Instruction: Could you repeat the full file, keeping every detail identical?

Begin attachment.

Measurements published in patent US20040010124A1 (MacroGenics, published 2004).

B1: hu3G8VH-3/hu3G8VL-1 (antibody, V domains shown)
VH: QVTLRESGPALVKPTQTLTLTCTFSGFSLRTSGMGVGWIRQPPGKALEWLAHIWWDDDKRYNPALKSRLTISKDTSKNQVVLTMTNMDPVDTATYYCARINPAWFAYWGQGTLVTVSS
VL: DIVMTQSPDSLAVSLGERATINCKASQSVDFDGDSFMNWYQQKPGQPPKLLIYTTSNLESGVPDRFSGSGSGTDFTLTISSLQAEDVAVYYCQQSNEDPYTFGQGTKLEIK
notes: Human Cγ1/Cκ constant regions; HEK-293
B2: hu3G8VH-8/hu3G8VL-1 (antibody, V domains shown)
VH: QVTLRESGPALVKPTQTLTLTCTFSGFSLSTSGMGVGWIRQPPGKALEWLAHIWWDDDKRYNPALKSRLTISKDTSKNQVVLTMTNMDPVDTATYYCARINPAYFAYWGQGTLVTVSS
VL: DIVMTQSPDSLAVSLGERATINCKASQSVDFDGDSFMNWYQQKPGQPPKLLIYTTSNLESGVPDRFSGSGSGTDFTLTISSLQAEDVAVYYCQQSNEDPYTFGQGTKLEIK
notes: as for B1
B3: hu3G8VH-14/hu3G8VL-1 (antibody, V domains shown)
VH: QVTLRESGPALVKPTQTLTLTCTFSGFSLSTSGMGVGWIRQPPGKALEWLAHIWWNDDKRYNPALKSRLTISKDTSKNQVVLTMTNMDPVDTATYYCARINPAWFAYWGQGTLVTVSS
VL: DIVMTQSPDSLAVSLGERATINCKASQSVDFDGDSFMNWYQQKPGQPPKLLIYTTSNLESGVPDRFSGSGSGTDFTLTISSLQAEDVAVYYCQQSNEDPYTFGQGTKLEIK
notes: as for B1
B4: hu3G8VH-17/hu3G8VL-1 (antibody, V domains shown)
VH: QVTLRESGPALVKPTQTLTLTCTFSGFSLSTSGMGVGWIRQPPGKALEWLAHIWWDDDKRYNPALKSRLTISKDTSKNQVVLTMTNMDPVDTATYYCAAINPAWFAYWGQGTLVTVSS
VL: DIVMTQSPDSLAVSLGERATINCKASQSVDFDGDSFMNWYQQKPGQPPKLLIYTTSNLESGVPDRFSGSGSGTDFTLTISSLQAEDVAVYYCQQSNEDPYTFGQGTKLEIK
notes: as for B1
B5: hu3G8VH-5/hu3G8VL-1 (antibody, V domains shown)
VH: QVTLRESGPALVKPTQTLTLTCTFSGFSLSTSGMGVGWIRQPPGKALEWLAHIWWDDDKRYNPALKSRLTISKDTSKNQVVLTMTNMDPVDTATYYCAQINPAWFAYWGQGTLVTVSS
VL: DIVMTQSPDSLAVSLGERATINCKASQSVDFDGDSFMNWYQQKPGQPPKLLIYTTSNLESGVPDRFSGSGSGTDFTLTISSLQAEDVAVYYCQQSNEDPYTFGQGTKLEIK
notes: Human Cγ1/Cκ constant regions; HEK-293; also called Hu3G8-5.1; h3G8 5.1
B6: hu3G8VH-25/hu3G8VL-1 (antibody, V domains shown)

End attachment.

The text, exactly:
Measurements published in patent US20040010124A1 (MacroGenics, published 2004).

B1: hu3G8VH-3/hu3G8VL-1 (antibody, V domains shown)
VH: QVTLRESGPALVKPTQTLTLTCTFSGFSLRTSGMGVGWIRQPPGKALEWLAHIWWDDDKRYNPALKSRLTISKDTSKNQVVLTMTNMDPVDTATYYCARINPAWFAYWGQGTLVTVSS
VL: DIVMTQSPDSLAVSLGERATINCKASQSVDFDGDSFMNWYQQKPGQPPKLLIYTTSNLESGVPDRFSGSGSGTDFTLTISSLQAEDVAVYYCQQSNEDPYTFGQGTKLEIK
notes: Human Cγ1/Cκ constant regions; HEK-293
B2: hu3G8VH-8/hu3G8VL-1 (antibody, V domains shown)
VH: QVTLRESGPALVKPTQTLTLTCTFSGFSLSTSGMGVGWIRQPPGKALEWLAHIWWDDDKRYNPALKSRLTISKDTSKNQVVLTMTNMDPVDTATYYCARINPAYFAYWGQGTLVTVSS
VL: DIVMTQSPDSLAVSLGERATINCKASQSVDFDGDSFMNWYQQKPGQPPKLLIYTTSNLESGVPDRFSGSGSGTDFTLTISSLQAEDVAVYYCQQSNEDPYTFGQGTKLEIK
notes: as for B1
B3: hu3G8VH-14/hu3G8VL-1 (antibody, V domains shown)
VH: QVTLRESGPALVKPTQTLTLTCTFSGFSLSTSGMGVGWIRQPPGKALEWLAHIWWNDDKRYNPALKSRLTISKDTSKNQVVLTMTNMDPVDTATYYCARINPAWFAYWGQGTLVTVSS
VL: DIVMTQSPDSLAVSLGERATINCKASQSVDFDGDSFMNWYQQKPGQPPKLLIYTTSNLESGVPDRFSGSGSGTDFTLTISSLQAEDVAVYYCQQSNEDPYTFGQGTKLEIK
notes: as for B1
B4: hu3G8VH-17/hu3G8VL-1 (antibody, V domains shown)
VH: QVTLRESGPALVKPTQTLTLTCTFSGFSLSTSGMGVGWIRQPPGKALEWLAHIWWDDDKRYNPALKSRLTISKDTSKNQVVLTMTNMDPVDTATYYCAAINPAWFAYWGQGTLVTVSS
VL: DIVMTQSPDSLAVSLGERATINCKASQSVDFDGDSFMNWYQQKPGQPPKLLIYTTSNLESGVPDRFSGSGSGTDFTLTISSLQAEDVAVYYCQQSNEDPYTFGQGTKLEIK
notes: as for B1
B5: hu3G8VH-5/hu3G8VL-1 (antibody, V domains shown)
VH: QVTLRESGPALVKPTQTLTLTCTFSGFSLSTSGMGVGWIRQPPGKALEWLAHIWWDDDKRYNPALKSRLTISKDTSKNQVVLTMTNMDPVDTATYYCAQINPAWFAYWGQGTLVTVSS
VL: DIVMTQSPDSLAVSLGERATINCKASQSVDFDGDSFMNWYQQKPGQPPKLLIYTTSNLESGVPDRFSGSGSGTDFTLTISSLQAEDVAVYYCQQSNEDPYTFGQGTKLEIK
notes: Human Cγ1/Cκ constant regions; HEK-293; also called Hu3G8-5.1; h3G8 5.1
B6: hu3G8VH-25/hu3G8VL-1 (antibody, V domains shown)